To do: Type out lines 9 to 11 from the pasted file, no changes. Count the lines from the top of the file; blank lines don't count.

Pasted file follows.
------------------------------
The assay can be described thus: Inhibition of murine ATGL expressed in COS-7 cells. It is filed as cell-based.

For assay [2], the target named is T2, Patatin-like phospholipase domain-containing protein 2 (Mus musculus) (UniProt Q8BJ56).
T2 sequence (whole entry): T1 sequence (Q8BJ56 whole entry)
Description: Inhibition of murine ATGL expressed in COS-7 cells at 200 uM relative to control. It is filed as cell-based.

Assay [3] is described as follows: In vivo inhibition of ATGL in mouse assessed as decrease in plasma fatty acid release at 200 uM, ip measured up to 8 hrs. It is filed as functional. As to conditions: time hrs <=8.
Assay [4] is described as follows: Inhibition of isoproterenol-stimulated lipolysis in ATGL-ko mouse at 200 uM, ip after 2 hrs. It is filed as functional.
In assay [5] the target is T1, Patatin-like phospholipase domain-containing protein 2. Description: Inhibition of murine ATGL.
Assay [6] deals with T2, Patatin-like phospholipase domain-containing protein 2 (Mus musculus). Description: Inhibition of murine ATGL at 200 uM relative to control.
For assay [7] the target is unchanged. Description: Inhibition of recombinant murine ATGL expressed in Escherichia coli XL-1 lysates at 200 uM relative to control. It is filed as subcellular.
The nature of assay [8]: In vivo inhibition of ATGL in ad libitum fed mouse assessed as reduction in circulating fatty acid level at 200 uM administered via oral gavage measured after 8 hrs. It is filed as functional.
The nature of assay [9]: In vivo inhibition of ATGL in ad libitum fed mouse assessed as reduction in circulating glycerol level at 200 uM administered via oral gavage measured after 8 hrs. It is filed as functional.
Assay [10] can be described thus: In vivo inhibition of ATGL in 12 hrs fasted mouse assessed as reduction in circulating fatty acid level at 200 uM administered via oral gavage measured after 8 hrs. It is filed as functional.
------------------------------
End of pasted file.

For assay [7] the target is unchanged. Description: Inhibition of recombinant murine ATGL expressed in Escherichia coli XL-1 lysates at 200 uM relative to control. It is filed as subcellular.
The nature of assay [8]: In vivo inhibition of ATGL in ad libitum fed mouse assessed as reduction in circulating fatty acid level at 200 uM administered via oral gavage measured after 8 hrs. It is filed as functional.
The nature of assay [9]: In vivo inhibition of ATGL in ad libitum fed mouse assessed as reduction in circulating glycerol level at 200 uM administered via oral gavage measured after 8 hrs. It is filed as functional.